Andrew Lambirth on the ‘only English Futurist's’ war works

There is much to admire in the catalogue raisonné of C.R.W. Nevinson's work

In many ways, Christopher Richard Wynne Nevinson (1889-1946) was his own worst enemy. A relentless self-promoter—his astute command of media coverage rivals that of David Hockney today—he had a quotation for every occasion. The son of a distinguished journalist and war correspondent, C.R.W. turned to writing when art could not pay the bills, and wrote a marvellously cranky autobiography called Paint and Prejudice (1937). He was adept at opinionated journalism, the wilder the better, and hid his artist’s sensitivity and a broad streak of paranoia under blustering self-confidence.

Nevinson first came to public attention with his forceful First World War paintings and prints, having already made quite a noise in art circles as the only English Futurist. His angular mechanomorphic imagery, developed out of Futurism, has stood the test of time but his prints seem to focus and intensify it more than his paintings. This book is a catalogue raisonné of his prints and demonstrates just how brilliant a printmaker Nevinson could be.

A career cut short

Jonathan Black has spent more than 16 years researching his subject, and draws upon much previously unpublished archival material as well as a wealth of contemporary comment. All 148 of Nevinson’s prints (drypoints, lithographs, etchings, woodcuts and mezzotints) are listed and only ten (some marked “whereabouts unknown”) are not illustrated in this sumptuous volume. C.R.W. Nevinson: the Complete Prints provides an immensely detailed account of Nevinson’s printmaking career, which lasted from 1916 to 1932, after which he gave up on health grounds, the acid fumes from etching affecting his lungs. Ironically, this was at a point when his reputation as a printmaker stood highest, even though the 1920s print boom had already crashed. Nevinson’s stock is again riding high, and at a recent exhibition prices for the very collectable wartime drypoints and lithographs reached the £175,000 mark.

Black records Nevinson’s impressive technical ability with the drypoint burin, lithographic chalk and etching needle, and his determination to experiment with such unfashionable and complex techniques as mezzotint. He did not venture far with woodcuts, making only two, and easily his favourite medium was drypoint, with which he began his investigation into printmaking. He made about equal numbers of lithographs and etchings, though categorising them is complicated due to his fondness for mixing his media—for example, drypoint with etching. Above all, Nevinson was a supreme designer of memorable images, with an eye for telling detail but an even greater urge to clarity.

Nevinson is here put into context, receiving the approbation of his peers, such as Augustus John, George Bellows, Paul Nash, Henri Matisse and McKnight Kauffer. Writers too admired and collected his prints, from H.G. Wells to T.S. Eliot and Gertrude Stein. Innumerable influences and references in Nevinson’s prints are tracked and identified, from Hokusai and Hiroshige to Meryon and Goya, Rembrandt, Whistler, Monet, Dix, Grosz and Degas, El Greco, Renoir, Daumier and Van Gogh. Sickert spotted his talent early on and advised him to take up etching. Michael Sadler gave him access to his extensive collection of German Expressionist prints. From these varied inspirations, Nevinson forged a potent style of his own.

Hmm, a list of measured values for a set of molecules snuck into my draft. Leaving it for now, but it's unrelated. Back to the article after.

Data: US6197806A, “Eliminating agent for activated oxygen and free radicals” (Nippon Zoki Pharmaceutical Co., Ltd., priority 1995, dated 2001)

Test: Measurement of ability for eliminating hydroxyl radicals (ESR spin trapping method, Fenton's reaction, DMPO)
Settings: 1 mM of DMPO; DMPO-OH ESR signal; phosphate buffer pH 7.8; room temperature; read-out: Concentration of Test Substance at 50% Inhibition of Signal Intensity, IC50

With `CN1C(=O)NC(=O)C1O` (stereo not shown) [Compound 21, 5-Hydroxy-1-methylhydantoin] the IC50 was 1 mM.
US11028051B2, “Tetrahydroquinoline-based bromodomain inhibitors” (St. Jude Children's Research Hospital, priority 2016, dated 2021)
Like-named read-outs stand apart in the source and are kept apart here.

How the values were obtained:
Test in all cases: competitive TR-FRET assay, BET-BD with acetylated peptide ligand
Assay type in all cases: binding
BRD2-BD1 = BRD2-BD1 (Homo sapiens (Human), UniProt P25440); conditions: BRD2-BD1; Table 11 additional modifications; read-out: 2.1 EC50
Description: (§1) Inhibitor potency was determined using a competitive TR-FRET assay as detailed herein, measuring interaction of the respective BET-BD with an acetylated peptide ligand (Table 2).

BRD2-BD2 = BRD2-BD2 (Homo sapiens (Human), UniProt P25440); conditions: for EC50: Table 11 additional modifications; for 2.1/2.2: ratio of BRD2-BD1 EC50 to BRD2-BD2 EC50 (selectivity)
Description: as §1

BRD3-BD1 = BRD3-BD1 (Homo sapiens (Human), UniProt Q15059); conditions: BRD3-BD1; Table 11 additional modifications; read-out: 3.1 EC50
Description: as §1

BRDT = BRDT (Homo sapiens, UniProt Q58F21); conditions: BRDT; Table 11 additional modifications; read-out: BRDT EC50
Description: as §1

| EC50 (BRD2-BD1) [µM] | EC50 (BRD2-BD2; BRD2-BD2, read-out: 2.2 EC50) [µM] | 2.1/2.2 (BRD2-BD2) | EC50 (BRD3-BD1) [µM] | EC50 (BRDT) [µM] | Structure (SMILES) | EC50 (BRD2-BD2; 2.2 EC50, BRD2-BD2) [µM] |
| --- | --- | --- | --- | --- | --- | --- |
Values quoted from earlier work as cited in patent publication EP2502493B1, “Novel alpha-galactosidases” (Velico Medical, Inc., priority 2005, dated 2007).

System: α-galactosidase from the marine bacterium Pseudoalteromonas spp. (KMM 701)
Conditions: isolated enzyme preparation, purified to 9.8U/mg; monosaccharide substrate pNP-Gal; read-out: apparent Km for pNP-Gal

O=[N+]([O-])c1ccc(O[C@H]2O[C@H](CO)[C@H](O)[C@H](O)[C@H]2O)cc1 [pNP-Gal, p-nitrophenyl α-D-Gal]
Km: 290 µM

Beyond war

If he found his best subject in war, it is fair to say that Nevinson constantly sought another theme to equal it, and came close with the skyscrapers of New York and the unexpectedly serene landscapes of southern England. He was also good at the cityscapes of London and Paris. However, he was no print-portraitist (witness the archaic and over-benign rendition of Edith Sitwell), being better at crowds and architecture. Jonathan Black has done us a signal service in showing the engrossing range of Nevinson’s work and directing our attention to a still somewhat neglected modern master.

C.R.W. Nevinson: the Complete Prints

C.R.W. Nevinson: the Complete Prints

Jonathan Black

Lund Humphries, 208pp, £150, $300 (hb)

Andrew Lambirth is a freelance writer, critic and curator. He was the art critic of The Spectator from 2002 to 2014, and his reviews have been collected in book-form as A is a Critic (Unicorn). His latest monograph, on the landscape painter Patrick George (Sansom & Co), was published last year, and he is currently completing a study of the pioneering Scottish abstract painter and member of CoBrA, William Gear (Sansom & Co), whose centenary falls in 2015.